Minimum Of 128,000 Bats Sold Annually In Ghana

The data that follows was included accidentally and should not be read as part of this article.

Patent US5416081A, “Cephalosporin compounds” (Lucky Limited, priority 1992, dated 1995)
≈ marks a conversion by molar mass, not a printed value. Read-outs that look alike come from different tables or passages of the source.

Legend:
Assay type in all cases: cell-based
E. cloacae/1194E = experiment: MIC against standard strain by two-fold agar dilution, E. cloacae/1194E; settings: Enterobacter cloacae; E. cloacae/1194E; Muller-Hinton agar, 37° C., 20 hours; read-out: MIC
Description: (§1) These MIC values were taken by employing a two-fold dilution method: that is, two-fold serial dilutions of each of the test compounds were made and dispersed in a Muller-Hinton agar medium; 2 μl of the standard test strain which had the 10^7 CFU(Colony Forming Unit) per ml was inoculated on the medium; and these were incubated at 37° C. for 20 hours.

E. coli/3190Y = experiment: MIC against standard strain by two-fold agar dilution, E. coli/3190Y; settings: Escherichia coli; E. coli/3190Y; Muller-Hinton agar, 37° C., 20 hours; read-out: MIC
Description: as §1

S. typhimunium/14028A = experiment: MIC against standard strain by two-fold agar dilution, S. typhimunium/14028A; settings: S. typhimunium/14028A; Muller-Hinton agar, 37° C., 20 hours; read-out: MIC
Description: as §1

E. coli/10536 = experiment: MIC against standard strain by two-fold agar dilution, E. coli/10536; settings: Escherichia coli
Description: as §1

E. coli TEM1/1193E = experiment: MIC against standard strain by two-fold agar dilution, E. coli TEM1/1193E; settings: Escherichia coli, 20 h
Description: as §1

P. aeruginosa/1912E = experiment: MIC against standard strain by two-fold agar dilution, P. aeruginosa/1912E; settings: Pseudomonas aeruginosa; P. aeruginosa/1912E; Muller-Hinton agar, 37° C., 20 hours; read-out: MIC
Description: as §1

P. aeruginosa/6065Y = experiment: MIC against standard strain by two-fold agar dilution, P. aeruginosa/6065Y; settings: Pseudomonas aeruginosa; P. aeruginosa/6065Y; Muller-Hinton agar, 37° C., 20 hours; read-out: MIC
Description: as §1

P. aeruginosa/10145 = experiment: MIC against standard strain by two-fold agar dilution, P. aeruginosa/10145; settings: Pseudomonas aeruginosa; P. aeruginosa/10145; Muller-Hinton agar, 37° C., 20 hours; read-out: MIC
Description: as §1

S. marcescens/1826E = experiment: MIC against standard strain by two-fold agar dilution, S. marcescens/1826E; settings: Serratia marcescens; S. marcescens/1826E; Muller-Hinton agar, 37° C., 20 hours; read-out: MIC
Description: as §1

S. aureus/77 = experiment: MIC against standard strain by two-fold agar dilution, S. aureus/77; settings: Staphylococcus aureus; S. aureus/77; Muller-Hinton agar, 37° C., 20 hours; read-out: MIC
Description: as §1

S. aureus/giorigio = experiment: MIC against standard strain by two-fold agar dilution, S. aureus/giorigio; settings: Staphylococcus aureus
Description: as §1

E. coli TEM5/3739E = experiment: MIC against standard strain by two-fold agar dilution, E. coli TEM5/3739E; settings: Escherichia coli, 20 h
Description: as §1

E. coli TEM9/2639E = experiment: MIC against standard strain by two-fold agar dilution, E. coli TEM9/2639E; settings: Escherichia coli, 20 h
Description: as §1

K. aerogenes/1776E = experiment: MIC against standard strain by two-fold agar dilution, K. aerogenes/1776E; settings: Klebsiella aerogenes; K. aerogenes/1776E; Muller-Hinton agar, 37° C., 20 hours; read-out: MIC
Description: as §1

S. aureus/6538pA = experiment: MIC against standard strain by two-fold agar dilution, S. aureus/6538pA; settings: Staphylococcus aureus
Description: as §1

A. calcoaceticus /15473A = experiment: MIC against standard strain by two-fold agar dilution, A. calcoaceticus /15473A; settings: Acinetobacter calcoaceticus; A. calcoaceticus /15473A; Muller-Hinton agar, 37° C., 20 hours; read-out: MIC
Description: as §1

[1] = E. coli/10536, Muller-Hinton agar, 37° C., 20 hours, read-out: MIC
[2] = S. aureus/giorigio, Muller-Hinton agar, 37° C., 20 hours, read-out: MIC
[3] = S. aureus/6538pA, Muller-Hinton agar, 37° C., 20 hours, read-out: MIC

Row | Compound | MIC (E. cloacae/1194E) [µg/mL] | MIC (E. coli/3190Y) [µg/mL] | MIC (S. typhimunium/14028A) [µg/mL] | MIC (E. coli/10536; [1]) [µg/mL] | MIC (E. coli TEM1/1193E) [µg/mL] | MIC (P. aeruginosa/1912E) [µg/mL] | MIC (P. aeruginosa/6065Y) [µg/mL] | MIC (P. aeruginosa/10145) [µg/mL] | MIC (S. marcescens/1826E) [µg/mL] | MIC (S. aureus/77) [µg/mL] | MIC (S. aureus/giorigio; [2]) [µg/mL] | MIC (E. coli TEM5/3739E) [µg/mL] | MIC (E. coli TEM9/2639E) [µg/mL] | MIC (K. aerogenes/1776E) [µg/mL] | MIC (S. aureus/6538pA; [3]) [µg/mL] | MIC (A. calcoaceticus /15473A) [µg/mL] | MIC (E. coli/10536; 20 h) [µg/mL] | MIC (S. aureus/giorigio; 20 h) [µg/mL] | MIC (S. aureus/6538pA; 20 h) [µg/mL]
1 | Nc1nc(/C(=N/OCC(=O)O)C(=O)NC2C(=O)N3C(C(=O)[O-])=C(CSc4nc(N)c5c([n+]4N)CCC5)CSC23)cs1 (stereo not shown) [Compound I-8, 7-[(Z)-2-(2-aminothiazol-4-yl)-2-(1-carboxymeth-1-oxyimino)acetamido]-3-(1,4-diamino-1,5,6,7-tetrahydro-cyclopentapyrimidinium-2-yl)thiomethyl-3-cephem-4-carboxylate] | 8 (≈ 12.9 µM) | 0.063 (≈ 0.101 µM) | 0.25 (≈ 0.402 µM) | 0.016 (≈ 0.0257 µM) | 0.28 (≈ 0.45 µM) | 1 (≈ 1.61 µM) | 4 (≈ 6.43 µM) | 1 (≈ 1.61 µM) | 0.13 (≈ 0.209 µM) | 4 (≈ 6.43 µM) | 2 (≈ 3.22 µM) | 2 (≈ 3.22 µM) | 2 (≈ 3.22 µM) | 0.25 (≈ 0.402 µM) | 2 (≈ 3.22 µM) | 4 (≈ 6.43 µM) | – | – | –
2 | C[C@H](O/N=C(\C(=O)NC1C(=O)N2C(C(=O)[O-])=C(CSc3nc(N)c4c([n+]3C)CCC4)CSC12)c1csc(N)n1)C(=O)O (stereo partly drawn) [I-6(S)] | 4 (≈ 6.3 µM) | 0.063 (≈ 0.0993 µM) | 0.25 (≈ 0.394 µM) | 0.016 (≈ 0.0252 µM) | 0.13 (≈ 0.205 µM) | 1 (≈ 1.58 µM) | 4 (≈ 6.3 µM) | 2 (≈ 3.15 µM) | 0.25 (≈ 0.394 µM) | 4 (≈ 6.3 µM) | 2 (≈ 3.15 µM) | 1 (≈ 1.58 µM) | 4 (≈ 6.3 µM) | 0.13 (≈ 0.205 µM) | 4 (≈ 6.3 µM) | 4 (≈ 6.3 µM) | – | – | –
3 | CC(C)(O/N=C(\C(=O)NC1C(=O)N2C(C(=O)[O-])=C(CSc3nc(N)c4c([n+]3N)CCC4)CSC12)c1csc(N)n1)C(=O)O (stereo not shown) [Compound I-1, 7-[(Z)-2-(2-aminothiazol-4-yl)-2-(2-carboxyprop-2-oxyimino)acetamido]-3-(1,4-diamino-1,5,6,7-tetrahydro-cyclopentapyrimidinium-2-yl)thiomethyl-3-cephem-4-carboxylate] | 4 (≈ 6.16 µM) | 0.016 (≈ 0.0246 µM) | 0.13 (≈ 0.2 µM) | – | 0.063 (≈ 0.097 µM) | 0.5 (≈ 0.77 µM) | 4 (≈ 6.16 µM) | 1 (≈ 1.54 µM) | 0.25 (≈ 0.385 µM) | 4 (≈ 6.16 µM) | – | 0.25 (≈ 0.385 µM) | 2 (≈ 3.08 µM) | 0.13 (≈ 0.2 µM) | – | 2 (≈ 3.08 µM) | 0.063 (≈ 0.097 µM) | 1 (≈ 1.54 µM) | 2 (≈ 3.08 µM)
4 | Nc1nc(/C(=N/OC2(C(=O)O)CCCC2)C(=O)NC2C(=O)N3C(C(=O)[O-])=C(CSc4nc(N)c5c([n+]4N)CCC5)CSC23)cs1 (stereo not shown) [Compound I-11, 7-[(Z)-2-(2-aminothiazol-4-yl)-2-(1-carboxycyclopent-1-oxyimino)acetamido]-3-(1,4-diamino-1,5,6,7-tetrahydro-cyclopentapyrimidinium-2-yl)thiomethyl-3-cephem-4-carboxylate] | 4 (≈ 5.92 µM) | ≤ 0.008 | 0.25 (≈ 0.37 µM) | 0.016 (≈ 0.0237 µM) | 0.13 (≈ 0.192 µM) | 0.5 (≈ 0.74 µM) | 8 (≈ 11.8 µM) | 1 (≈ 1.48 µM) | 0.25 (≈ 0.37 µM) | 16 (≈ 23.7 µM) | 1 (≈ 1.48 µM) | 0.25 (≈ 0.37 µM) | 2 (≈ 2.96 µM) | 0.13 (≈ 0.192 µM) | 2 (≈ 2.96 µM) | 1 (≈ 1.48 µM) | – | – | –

An estimated 128,000 straw-coloured fruit bats, known as Eidolon Helvum, valued at GH˘256,000, are sold annually in Ghana as bush meat, Dr Joseph Somuah Akuamoah, Executive Member of Good Life Ghana, has said. He said the bats were sold in just 400-kilometre radius, an indication of the role bush meat, which is a source of Ebola Viral Disease (EVD) infection, could play in the spread of the disease in case of an outbreak in the country. He has therefore re-echoed calls for a reduction in bush meat consumption, with a stern caution to hunters against dead animals they find during hunting since the game might have died of EVD due to infection from one of the affected countries. Dr Akuamoah, who is also the Medical Director of St. Joe’s Specialist Hospital at Kasoa, made these known to the GNA as part of awareness creation by Good Life Ghana, a non-governmental organisation. The Ebola Virus is a highly infectious virus that causes Viral Hemorrhagic Fever (VHF) and affects multiple organ systems in the body, often accompanied by bleeding. The disease kills up to 50 to 90% of the people who get infected. Several cases have been reported in Guinea, Liberia, Sierra Leone and Nigeria resulting in the death of an increasing number of people. Some suspected cases reported in Ghana were tested and proved negative. Dr Akuamoah said aside hunters, health workers, family members and mourners who come in close contact with infected people were also at risk and there was therefore the need to increase education on the disease for effective management in case of an outbreak. He said general symptoms of the disease include fatigue, general weakness, joints and muscle pains, diarrhoea, headache, vomiting, sore throat, similar to other diseases like malaria. He appealed to the public to quickly report to health authorities any suspected person with a history of recent travel to or from the affected countries for prompt screening. Dr Akuamoah said that the disease has no specific treatment and therefore advised the public to minimise shaking of hands and body contacts, and rather wash hands regularly with soap and clean water.